Thursday, March 22, 2012

Will a combat stress defense work for Robert Bales in the Kandahar massacre?

Megan McCloskey in an analysis for Stars and Stripes reports, Combat stress rarely successful as defense for serious crimes in military 03/21/2012:

Combat stress has rarely been successful in the military as a defense against the most serious crimes. And in murder cases, no servicemember has ever been found not guilty by reason of insanity in the military justice system, experts say.

In the last few years, post-traumatic stress disorder has become more common as a defense in military courts, but the argument is most effective in reducing penalties during the sentencing phase of the trial, not in avoiding guilt.

PTSD "doesn’t usually get you that far," said Phil Cave, a retired Navy lawyer who has been practicing in the military system for more than 30 years.

Army Staff Sgt. Robert Bales has yet to be charged in the March 11 incident, in which 16 Afghans, including nine children, were shot in their homes in Kandahar. Military investigators are still gathering evidence in the case, officials have said. [my emphasis]
He also quotes one of the many people we are hearing offering speculation on the shooter's state of mind:

Prominent PTSD expert Jonathan Shay is unconvinced that PTSD eliminates criminal responsibility. For years, he has turned down requests to testify as an expert witness in the guilt phase of a trial.

But Shay, who was a psychiatrist at the Department of Veterans Affairs for decades, said he has become more open to the idea that a PTSD-driven psychotic episode could reduce someone’s culpability for a crime.

Nevertheless, Shay said, the details about the Kandahar killings that have emerged, indicating that the shooter methodically went house to house and then returned to his base to surrender, do not add up to evidence of a psychotic break.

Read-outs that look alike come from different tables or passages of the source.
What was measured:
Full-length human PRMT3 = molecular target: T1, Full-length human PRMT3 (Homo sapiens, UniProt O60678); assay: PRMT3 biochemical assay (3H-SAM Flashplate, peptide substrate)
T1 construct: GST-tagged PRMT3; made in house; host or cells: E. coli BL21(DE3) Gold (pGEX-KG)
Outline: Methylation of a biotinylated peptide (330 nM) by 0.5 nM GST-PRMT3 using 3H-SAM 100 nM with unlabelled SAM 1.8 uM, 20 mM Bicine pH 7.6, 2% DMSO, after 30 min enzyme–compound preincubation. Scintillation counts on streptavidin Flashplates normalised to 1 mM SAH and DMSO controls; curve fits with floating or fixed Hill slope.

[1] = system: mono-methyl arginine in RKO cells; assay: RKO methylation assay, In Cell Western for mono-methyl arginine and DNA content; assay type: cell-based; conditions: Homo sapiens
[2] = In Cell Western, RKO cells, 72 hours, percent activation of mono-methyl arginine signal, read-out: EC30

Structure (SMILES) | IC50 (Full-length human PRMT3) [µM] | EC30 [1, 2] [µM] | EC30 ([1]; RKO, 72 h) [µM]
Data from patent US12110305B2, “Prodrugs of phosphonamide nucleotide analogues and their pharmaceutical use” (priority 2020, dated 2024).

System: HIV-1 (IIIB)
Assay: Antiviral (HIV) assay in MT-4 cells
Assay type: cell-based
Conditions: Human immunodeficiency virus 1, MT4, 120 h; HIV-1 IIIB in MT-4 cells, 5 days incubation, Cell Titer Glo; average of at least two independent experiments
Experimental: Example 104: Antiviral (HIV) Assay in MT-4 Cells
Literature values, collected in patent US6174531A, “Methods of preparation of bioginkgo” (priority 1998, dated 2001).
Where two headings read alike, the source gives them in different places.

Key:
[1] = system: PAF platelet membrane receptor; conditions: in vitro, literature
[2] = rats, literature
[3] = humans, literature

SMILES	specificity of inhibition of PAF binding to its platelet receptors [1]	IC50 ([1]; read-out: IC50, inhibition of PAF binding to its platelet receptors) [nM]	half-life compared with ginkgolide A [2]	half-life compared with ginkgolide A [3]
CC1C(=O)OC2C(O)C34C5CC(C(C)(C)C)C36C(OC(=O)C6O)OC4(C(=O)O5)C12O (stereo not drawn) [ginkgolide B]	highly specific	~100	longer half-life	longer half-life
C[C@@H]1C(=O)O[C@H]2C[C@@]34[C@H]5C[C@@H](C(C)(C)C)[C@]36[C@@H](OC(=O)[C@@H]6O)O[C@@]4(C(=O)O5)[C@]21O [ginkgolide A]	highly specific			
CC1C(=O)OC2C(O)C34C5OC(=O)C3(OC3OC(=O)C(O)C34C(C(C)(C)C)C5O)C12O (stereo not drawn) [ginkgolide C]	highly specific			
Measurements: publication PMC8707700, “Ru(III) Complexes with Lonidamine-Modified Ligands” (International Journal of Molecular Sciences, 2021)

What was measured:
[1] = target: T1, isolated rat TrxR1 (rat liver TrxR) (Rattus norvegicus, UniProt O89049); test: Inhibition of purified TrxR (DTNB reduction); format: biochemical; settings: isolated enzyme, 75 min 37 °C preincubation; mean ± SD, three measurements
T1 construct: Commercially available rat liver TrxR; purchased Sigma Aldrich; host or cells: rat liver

"This slaughter in Kandahar, to the extent that the facts have emerged, just does not compute at all in that regard," Shay said.
We've seen little speculation on what the victims' state of mind may have been as they were about to be murdered. And in most stories, we don't see any of their names.

McCloskey notes in the closing paragraph:

Should an argument of diminished capacity be successful in Bales’ case, it would be significant for sentencing. Premeditated murder in the military justice system carries a mandatory minimum of life in prison without parole. Should Bales be convicted of a lesser murder charge, Culp said, there would be leeway in sentencing that could allow Bales to be eligible for parole in 10 years.
A current AP report says that the Pentagon is now putting the number of the Kandahar victims at 17.

Qais Azimy provides the names of the dead and wounded in the massacre in No one asked their names by Aljazeera English 03/19/2012. One of the dead was named Payendo.

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